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Judge In Chauvin Trial Denies Request To Move Trial Out Of Minneapolis

The judge in the murder trial of former Minneapolis police officer Derek Chauvin says he won't move the case to another venue or delay the proceedings. Chauvin's defense attorney had sought to change the trial's location, arguing that a jury pool would be unduly influenced by recent news of Minneapolis' settlement with George Floyd's family.

"I do not think that that would give the defendant any kind of a fair trial beyond what we are doing here today," Hennepin County Judge Peter Cahill said. "I don't think there's any place in the state of Minnesota that has not been subjected to extreme amounts of publicity on this case."

Cahill also denied a defense motion to delay the proceedings, saying that Chauvin's trial will surely attract media attention no matter when it takes place. The case is being watched closely, having sparked a national debate on racial injustice and police brutality. Chauvin is white; Floyd was Black.

The judge acknowledged that he was "a little shocked" when two jurors who had been seated for the trial said of the news of the $27 million civil settlement "that it did move them off being fair and impartial."

"I was surprised that it had such an effect," Cahill said.

The judge brought seated jurors back to the courthouse earlier this week, to ask if they had seen news reports about the settlement. One juror who said he had seen a headline about it admitted that the payout shifted his views.

"I would say that dollar amount was shocking to me and that the city of Minneapolis felt something was wrong," he said, according to Minnesota Public Radio.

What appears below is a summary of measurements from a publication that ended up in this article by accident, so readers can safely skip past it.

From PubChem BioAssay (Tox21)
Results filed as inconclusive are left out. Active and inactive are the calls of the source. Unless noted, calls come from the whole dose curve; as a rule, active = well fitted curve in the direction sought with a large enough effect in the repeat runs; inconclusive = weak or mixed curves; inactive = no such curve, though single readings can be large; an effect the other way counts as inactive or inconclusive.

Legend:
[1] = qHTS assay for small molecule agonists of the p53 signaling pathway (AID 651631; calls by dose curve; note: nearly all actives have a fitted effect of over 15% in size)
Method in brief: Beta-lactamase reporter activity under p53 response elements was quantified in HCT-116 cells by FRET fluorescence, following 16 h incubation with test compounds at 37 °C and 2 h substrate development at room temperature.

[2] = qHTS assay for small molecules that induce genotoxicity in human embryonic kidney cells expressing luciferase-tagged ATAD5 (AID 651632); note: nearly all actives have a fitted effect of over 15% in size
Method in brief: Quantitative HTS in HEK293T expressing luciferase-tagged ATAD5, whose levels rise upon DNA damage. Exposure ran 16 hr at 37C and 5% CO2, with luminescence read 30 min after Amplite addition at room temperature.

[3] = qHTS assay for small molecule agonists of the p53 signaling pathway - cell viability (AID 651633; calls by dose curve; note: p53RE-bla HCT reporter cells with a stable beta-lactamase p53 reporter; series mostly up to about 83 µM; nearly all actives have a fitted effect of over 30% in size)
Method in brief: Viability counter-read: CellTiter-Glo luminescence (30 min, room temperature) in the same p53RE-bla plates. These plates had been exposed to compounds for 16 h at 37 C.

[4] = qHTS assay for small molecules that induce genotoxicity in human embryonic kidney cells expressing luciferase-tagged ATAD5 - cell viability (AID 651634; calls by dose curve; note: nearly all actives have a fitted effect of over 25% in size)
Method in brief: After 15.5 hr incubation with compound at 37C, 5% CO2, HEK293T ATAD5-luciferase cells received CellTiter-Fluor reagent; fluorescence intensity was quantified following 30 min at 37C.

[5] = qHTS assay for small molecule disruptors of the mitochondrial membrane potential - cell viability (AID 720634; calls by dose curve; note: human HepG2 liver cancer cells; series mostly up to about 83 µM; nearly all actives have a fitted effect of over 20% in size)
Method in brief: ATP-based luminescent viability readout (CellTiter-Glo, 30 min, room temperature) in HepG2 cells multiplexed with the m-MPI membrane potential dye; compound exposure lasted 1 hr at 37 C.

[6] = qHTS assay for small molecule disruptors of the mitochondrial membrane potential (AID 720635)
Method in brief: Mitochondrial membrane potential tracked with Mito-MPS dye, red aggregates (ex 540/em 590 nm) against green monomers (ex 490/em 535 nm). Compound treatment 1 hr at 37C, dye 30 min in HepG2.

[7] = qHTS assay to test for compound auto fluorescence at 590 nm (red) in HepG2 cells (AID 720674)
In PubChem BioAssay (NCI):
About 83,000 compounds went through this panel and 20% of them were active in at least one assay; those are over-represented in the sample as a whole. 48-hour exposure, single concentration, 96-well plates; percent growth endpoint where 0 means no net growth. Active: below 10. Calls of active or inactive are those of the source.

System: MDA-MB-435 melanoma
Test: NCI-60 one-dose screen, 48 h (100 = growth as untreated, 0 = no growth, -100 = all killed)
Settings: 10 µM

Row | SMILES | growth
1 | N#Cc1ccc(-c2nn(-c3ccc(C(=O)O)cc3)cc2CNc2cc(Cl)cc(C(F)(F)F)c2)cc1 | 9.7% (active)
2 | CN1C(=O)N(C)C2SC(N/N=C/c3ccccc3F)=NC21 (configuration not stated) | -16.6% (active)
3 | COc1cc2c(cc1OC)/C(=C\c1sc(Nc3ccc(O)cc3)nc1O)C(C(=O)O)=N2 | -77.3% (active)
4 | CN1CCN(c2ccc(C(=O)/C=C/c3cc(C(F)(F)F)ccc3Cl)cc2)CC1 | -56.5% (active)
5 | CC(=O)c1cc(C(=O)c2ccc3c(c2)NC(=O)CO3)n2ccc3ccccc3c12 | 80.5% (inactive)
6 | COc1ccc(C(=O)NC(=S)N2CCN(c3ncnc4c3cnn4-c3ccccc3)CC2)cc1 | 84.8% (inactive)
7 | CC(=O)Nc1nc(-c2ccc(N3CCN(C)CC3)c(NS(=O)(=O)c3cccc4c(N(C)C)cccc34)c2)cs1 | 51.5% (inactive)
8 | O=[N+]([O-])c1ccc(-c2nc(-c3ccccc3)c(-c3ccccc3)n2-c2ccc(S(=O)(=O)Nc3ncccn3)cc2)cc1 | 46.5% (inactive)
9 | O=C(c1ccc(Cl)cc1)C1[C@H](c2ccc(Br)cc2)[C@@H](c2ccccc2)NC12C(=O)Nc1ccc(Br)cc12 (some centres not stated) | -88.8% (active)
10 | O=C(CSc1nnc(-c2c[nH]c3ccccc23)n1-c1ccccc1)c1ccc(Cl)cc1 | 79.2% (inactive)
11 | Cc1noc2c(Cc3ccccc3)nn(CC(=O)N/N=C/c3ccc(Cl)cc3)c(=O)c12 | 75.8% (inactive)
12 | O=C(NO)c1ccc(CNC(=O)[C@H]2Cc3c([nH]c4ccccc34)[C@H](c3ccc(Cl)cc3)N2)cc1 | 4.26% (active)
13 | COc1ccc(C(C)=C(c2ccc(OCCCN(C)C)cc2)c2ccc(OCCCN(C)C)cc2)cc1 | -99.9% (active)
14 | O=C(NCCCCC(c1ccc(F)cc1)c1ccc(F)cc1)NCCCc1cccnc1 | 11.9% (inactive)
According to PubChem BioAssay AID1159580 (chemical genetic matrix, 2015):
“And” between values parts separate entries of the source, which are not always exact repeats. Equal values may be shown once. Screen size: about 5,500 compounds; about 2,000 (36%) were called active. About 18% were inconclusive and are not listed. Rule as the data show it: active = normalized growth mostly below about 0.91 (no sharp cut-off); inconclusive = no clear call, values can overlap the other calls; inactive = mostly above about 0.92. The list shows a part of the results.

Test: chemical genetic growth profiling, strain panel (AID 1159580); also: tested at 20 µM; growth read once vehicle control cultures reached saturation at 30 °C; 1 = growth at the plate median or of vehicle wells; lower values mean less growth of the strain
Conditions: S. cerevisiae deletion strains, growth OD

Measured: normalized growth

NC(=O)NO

The number of seated jurors went down to seven as a result of those two jurors being struck from the case.

As of late Friday morning, a total of 13 jurors have now been selected, with a slot for one more remaining. The trial will have 14 jurors, including two serving as alternates.

Earlier in Friday's session, Cahill responded to a separate request from Chauvin's defense team, which wanted to include evidence and details from an earlier police stop of Floyd. The judge ruled that only some of those materials would be allowed in the trial.

Cahill noted similarities between Floyd's interaction with police on May 25, 2020, and the earlier police stop on May 6, 2019. In both instances, the judge said, there were signs that Floyd had ingested drugs after being approached by police officers. In the two cases, Cahill said, Floyd's physical behavior is "remarkably similar."

"May 6 is relevant," Cahill said. "There is a modus operandi to conceal drugs in part by ingesting them, but also doing so in a very stressful circumstance – that is, being pulled out of a car at gunpoint and handcuffed."

But the judge also said Floyd's "emotional behavior" from that earlier encounter was not admissible. And he restricted how much of a police video recording from the 2019 arrest could be used in court. Not allowed, for instance, are a taped conversation between Floyd and a paramedic on May 6, 2019, or a portion of video in which police officers said they were on a narcotics investigation and suspected Floyd was dealing drugs.

"Not relevant. Not admissible," Cahill said.

The only recordings from the 2019 incident that are relevant to the current case, he added, are segments that could be linked to the cause of Floyd's death and his medical condition.

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Bill Chappell is a writer and editor on the News Desk in the heart of NPR's newsroom in Washington, D.C.